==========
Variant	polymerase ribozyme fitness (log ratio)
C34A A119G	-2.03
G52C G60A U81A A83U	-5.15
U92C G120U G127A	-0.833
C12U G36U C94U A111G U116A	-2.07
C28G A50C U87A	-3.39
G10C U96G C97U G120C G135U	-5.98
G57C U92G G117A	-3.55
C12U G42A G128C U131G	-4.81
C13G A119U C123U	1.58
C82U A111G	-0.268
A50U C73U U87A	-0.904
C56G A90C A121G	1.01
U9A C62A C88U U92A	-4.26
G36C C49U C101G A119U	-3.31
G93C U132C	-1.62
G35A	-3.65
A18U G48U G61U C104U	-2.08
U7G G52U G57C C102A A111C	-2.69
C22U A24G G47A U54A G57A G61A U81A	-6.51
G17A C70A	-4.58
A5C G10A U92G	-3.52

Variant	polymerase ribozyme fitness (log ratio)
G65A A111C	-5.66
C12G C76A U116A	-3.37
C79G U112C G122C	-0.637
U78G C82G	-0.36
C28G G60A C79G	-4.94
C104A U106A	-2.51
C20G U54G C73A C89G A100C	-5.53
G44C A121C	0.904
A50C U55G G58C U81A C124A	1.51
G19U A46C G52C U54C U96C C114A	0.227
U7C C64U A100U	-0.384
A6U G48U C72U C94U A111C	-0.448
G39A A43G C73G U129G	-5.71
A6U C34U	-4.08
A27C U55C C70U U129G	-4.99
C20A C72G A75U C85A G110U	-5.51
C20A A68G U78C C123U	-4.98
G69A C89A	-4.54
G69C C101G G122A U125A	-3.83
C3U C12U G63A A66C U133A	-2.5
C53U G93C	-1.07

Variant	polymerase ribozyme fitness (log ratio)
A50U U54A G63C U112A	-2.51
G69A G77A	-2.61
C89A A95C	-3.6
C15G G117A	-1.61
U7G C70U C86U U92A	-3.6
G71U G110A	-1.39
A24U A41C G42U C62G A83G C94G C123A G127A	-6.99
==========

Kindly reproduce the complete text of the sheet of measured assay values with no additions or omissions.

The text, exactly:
Variant	polymerase ribozyme fitness (log ratio)
C34A A119G	-2.03
G52C G60A U81A A83U	-5.15
U92C G120U G127A	-0.833
C12U G36U C94U A111G U116A	-2.07
C28G A50C U87A	-3.39
G10C U96G C97U G120C G135U	-5.98
G57C U92G G117A	-3.55
C12U G42A G128C U131G	-4.81
C13G A119U C123U	1.58
C82U A111G	-0.268
A50U C73U U87A	-0.904
C56G A90C A121G	1.01
U9A C62A C88U U92A	-4.26
G36C C49U C101G A119U	-3.31
G93C U132C	-1.62
G35A	-3.65
A18U G48U G61U C104U	-2.08
U7G G52U G57C C102A A111C	-2.69
C22U A24G G47A U54A G57A G61A U81A	-6.51
G17A C70A	-4.58
A5C G10A U92G	-3.52

Variant	polymerase ribozyme fitness (log ratio)
G65A A111C	-5.66
C12G C76A U116A	-3.37
C79G U112C G122C	-0.637
U78G C82G	-0.36
C28G G60A C79G	-4.94
C104A U106A	-2.51
C20G U54G C73A C89G A100C	-5.53
G44C A121C	0.904
A50C U55G G58C U81A C124A	1.51
G19U A46C G52C U54C U96C C114A	0.227
U7C C64U A100U	-0.384
A6U G48U C72U C94U A111C	-0.448
G39A A43G C73G U129G	-5.71
A6U C34U	-4.08
A27C U55C C70U U129G	-4.99
C20A C72G A75U C85A G110U	-5.51
C20A A68G U78C C123U	-4.98
G69A C89A	-4.54
G69C C101G G122A U125A	-3.83
C3U C12U G63A A66C U133A	-2.5
C53U G93C	-1.07

Variant	polymerase ribozyme fitness (log ratio)
A50U U54A G63C U112A	-2.51
G69A G77A	-2.61
C89A A95C	-3.6
C15G G117A	-1.61
U7G C70U C86U U92A	-3.6
G71U G110A	-1.39
A24U A41C G42U C62G A83G C94G C123A G127A	-6.99